With limited CBC experience of filmed TV drama, Almond adapted to film so well that his first full-length feature film Isabel in 1968 (shown on the CBC in 1969) was a critical success and was followed by Act of the Heart, Journey, Final Assignment, Ups and Downs and Captive Hearts. He is still producing and directing feature films.

-Mary Jane Miller

Paul Almond

PAUL ALMOND. Born in Montréal, Québec, Canada, 1931. Attended Bishop's College School, Lennoxville, Québec; McGill University B.A., Montréal; Balliol College M.A., Oxford; president of the poetry society and editor of a literary magazine. Married Geneviève Bujold, 1967. Director for a Shakespearean repertory company, U.K.; returned to join the CBC in Toronto, 1954; directed and/or produced various drama, action, comedy and horror series and specials for TV until 1967; independent producer since 1967. Awards: Bronze Prize, Houston Film Festival, Ups and Downs, 1981.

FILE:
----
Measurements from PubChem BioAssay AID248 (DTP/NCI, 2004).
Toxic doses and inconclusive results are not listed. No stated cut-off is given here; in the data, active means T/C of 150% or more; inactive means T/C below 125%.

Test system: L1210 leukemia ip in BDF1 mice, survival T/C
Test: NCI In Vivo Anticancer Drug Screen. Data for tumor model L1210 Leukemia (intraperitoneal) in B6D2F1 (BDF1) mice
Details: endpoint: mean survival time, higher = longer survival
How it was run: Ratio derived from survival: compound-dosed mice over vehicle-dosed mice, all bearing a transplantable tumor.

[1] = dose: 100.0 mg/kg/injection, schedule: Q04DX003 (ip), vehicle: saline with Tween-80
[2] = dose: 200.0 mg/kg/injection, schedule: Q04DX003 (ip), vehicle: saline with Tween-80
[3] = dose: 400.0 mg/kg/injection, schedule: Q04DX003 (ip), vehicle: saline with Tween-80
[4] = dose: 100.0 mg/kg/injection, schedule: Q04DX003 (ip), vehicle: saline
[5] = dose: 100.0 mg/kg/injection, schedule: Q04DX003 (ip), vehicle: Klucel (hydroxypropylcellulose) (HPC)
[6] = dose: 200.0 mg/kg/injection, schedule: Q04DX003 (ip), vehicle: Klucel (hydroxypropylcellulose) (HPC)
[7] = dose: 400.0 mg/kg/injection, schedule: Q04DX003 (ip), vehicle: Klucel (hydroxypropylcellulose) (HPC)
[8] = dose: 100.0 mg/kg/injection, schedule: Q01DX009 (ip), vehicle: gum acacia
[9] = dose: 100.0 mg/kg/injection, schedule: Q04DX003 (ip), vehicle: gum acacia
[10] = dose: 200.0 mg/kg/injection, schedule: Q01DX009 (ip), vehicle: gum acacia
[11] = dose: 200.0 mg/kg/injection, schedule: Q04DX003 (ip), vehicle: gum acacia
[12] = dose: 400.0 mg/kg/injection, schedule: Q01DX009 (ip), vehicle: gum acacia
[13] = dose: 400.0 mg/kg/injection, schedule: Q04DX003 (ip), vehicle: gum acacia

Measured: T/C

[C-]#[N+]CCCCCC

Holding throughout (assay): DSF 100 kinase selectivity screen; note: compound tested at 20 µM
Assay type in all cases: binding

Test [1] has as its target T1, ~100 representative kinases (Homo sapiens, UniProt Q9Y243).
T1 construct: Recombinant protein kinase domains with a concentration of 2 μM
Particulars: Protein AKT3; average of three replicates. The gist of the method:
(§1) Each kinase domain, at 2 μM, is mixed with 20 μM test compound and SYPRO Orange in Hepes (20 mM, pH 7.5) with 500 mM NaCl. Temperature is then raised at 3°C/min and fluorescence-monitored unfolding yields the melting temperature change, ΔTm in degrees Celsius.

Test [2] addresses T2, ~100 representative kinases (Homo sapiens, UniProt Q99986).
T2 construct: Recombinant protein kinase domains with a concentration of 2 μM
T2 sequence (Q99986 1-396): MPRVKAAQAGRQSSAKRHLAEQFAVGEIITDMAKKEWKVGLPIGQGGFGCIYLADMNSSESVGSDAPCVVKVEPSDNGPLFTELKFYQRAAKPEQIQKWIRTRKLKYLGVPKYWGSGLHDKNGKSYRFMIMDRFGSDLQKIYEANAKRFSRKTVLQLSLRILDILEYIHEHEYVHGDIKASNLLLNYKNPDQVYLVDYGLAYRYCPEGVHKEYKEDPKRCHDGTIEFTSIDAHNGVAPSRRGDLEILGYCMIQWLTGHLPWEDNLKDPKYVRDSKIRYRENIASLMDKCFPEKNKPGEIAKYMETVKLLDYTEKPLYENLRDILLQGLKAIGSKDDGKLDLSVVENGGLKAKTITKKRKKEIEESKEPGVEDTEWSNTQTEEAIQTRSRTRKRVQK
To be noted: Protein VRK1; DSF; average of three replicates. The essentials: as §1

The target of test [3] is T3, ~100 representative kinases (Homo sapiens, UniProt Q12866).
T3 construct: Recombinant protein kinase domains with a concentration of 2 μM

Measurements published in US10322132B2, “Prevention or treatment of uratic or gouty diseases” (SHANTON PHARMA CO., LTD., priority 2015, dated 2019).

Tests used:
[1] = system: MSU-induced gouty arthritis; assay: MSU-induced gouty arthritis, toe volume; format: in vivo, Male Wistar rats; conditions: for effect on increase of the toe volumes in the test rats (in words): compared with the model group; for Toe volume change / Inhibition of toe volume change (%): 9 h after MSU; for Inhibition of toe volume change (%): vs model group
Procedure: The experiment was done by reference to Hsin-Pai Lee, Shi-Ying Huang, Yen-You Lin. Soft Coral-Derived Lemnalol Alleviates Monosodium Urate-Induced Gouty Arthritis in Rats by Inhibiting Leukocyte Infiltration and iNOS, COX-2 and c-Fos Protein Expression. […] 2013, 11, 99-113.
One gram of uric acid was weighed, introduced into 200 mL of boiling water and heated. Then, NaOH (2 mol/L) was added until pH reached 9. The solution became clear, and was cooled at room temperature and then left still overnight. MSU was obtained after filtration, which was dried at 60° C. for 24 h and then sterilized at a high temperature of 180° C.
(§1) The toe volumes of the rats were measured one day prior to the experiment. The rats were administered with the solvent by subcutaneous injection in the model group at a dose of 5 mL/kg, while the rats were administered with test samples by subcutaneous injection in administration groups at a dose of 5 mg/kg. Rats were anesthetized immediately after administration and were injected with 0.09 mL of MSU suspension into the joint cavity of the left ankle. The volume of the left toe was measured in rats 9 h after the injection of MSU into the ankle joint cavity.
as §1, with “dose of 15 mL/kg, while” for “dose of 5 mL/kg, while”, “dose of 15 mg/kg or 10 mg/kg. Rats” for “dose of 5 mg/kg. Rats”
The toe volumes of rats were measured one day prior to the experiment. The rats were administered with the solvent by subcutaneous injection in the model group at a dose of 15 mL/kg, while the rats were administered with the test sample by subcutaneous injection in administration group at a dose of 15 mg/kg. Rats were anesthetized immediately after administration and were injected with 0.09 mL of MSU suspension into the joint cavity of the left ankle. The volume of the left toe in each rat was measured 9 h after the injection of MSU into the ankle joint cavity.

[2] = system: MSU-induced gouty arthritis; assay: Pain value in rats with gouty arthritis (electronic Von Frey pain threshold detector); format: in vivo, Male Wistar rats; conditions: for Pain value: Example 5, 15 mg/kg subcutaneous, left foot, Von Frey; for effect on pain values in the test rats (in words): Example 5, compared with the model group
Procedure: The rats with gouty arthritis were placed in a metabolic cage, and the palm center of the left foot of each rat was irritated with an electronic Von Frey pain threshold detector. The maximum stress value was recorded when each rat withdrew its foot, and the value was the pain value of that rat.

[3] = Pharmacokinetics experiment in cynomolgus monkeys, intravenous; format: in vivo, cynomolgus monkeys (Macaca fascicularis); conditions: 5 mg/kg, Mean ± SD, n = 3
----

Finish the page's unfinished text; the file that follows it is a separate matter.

TELEVISION (selection)

1955-67 Folio (until 1967)
1958-60 The Unforeseen
1959-67 Festival (until 1967)
1960-61 R.C.M.P.
1960-61 First Person (producer)
1961-64 Playdate
1963-66 The Forest Rangers
1966 Wojeck (director)


1956 The Queen of Spades (producer)
1957 Who Destroyed the Earth
1963 The Rose Tattoo (producer) for Granada TV
1967 La Roulotte aux Poupées (director)
1979 Every Person is Guilty

FILMS (selection)

Isabel, 1968; The Act of the Heart, 1969; Journey, 1971; Final Assignment, 1979; Ups and Downs, 1981; Kiss Me Better, 1981; Eye of the Falcon, 1985; Captive Hearts, 1987; The Dance Goes On, 1991; Freedom Had a Price, 1994 (narrator).


Arsenault, Andre G. "On Location: Paul Almond's Fate of a Hunter." Cinema Canada (Montreal), February 1987.

"Director Almond Misses Prep Bandwagon." Calgary (Canada), Herald, 11 December 1983.

Drainie, Bronwyn. Living the Part: John Drainie and the Dilemma of Canadian Stardom. Toronto: Macmillan, 1988.

Rutherford, Paul. When Television Was Young: Prime Time Canada 1952-1967. Toronto, Canada and Buffalo, New York: University of Toronto Press, 1990.

See also Canadian Programming in English; Wojeck